[Both statistics and numerous testimonies from our readers in other countries agree: the USA is abandoning God, but other nations are far ahead of us. Sabbath-keepers need to realize that it is largely Sunday-keepers that have fought for rights for Christians to mention God and the Bible in public places. Sabbatarians have fought primarily for rights to keep the Sabbath and Holy Days, and to avoid military service. But even as these Sunday-keepers have mistakes in their doctrine, the majority of them incorporate their churches and apply for tax exempt status with the IRS. This effectively places all significant activities of their church under government control—in a noose that is now loose, but that can be tightened at will. Sabbatarians, who often desire to dig out biblical truth and historical fact can use their skills to help all Christians see these facts and to encourage them to form churches directly under God. — NSE]
March 2, 2003
There was a talkative and well-spoken bunch this morning, which made my job a lot easier. I would get the discussion started and let them talk it out, maybe putting in a comment or question or two and let them carry the day. This is ideal when it happens right because it gives these men and women a chance to talk about what is important to them and also to minister to each other. The problems they face a are different from many of us in their lack of ability to fellowship with other God-fearing people when they are on the road, and it is a real service if they can just vent and share and study together.
The flip side of this from my perspective (control freak that I am) is the difficulty in controlling the agenda. As an example, one point of discussion revolved around the busyness of our lives and how difficult it often is to set time aside for God and to reflect the truly important things. This was a wonderful lead-in to a discussion of the importance of a Sabbath rest and all that it implies, but the discussion was so animated that I couldn’t get in my two cents until the discussion moved to a different topic. But God’s ways aren’t my ways, and surely my need to control is often at odds with God being in control.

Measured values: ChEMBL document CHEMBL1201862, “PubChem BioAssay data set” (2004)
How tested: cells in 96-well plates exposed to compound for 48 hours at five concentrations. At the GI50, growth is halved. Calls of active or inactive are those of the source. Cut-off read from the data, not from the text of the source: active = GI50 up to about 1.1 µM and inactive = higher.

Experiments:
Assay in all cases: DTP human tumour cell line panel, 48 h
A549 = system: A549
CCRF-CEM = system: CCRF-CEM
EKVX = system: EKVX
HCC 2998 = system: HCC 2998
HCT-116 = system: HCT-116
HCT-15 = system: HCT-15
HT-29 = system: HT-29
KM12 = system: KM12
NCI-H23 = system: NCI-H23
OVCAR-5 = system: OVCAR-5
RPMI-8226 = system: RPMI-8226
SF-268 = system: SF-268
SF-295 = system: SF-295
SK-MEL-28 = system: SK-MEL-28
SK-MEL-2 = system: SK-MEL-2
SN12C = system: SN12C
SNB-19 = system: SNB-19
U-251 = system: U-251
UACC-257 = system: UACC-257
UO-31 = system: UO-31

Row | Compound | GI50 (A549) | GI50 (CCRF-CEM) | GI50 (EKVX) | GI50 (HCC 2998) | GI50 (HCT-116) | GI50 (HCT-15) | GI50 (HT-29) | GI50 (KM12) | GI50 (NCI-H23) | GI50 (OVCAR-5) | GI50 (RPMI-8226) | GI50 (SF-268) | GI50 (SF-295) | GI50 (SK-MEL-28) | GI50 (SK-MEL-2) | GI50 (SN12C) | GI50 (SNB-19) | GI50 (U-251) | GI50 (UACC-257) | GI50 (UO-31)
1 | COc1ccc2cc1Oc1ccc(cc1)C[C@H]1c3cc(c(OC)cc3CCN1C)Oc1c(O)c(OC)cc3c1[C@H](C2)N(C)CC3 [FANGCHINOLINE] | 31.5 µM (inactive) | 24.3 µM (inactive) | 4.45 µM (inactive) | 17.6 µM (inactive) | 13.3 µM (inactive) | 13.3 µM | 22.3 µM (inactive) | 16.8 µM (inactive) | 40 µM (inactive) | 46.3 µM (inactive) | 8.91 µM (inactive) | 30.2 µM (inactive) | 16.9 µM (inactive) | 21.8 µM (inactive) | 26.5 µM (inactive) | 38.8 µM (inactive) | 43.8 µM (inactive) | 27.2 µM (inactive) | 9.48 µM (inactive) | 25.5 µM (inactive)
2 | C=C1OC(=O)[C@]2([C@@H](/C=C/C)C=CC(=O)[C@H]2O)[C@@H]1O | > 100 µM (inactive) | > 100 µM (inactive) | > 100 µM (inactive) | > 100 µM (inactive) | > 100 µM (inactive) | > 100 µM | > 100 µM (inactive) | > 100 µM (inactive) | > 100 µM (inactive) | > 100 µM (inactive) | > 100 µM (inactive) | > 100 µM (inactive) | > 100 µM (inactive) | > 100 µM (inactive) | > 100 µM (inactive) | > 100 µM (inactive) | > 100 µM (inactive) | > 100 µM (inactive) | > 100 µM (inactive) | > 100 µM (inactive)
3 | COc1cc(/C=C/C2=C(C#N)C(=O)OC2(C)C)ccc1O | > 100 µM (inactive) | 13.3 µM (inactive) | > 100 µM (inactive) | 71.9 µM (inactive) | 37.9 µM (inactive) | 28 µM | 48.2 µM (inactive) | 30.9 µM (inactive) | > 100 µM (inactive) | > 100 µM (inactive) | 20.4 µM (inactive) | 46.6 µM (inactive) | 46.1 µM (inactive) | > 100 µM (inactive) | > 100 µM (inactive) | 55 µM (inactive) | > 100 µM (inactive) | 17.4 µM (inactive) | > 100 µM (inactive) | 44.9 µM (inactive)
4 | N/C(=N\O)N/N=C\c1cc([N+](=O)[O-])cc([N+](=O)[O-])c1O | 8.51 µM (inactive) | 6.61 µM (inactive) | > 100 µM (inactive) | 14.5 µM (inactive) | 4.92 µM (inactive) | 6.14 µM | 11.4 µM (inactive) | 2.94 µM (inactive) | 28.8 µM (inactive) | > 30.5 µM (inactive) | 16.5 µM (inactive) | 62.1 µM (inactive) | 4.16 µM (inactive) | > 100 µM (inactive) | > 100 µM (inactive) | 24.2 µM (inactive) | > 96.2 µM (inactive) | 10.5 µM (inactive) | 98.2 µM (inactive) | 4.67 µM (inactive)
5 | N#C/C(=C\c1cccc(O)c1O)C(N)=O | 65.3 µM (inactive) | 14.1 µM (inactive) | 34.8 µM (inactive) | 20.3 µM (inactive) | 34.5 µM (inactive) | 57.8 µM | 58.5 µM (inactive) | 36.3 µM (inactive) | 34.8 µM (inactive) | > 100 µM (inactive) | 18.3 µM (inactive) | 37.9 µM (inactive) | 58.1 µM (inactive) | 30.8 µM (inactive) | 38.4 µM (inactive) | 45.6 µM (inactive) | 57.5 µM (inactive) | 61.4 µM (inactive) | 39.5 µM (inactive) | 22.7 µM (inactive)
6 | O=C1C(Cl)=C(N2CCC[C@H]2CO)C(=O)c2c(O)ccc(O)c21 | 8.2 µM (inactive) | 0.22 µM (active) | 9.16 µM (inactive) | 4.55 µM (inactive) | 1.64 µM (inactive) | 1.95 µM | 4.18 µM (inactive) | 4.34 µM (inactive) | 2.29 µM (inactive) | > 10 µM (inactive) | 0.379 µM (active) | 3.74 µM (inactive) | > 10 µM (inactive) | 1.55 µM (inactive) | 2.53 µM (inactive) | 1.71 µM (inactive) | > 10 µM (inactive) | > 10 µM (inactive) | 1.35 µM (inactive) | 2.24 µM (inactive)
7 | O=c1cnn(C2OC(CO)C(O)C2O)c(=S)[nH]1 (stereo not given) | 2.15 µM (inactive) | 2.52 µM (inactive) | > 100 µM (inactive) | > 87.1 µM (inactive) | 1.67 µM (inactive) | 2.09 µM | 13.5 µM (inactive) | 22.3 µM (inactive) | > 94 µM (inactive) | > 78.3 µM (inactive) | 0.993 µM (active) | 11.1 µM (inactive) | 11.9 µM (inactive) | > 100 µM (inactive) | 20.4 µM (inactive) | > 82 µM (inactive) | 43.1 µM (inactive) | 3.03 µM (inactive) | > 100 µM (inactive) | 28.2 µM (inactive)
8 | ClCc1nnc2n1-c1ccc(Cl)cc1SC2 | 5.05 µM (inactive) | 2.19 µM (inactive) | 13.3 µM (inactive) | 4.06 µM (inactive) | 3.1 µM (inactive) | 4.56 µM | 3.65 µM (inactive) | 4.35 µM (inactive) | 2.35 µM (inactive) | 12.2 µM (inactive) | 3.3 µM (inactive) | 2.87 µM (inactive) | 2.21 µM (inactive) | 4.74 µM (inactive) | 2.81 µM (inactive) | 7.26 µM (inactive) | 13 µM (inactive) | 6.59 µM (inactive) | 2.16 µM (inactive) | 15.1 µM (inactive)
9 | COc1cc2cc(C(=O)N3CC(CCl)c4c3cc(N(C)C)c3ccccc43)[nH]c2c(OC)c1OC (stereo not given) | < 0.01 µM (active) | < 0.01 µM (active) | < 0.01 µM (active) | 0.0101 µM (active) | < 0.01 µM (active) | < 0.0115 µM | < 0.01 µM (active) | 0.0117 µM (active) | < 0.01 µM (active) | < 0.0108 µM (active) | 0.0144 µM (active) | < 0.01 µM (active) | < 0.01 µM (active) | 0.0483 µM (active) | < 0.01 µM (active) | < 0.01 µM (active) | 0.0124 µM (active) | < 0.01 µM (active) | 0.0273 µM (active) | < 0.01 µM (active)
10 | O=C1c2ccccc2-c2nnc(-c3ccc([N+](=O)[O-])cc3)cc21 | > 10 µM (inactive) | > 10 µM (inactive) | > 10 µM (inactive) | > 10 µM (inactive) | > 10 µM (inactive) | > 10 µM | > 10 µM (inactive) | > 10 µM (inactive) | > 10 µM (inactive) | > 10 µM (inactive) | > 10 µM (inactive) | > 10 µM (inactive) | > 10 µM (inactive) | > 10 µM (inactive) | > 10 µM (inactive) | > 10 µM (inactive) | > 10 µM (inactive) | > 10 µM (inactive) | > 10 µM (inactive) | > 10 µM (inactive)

One of the men relayed a problem going on their church which sounds all too familiar to me. They hired a new pastor (who had never before been in a pastorate) who has come in and is making wholesale changes in this more than 100 year-old congregation. Membership rolls total 200, but attendance has dwindled down to 50. He is taking it upon himself to rewrite bylaws, and wants the ability to disfellowship people on his own authority alone. He has big plans for new buildings and change in worship styles, and he has begun to meddle in the youth group to the extent that the kids are turning away from him. Little regard is paid to those with concerns and are contemplating leaving. The truck driver is inclined to work things out, having gone to him privately, but his suggestions have not been considered. I know there are two sides to every story, but when I heard that the pastor wants the sole authority to kick people out, that sent up a giant red flag about where he is trying to take this thing, and I stated my opinion. This type of church trouble I guess is not unique to the Churches of God. If we can accept that, we might be a bit more sanguine about things that have happened among us.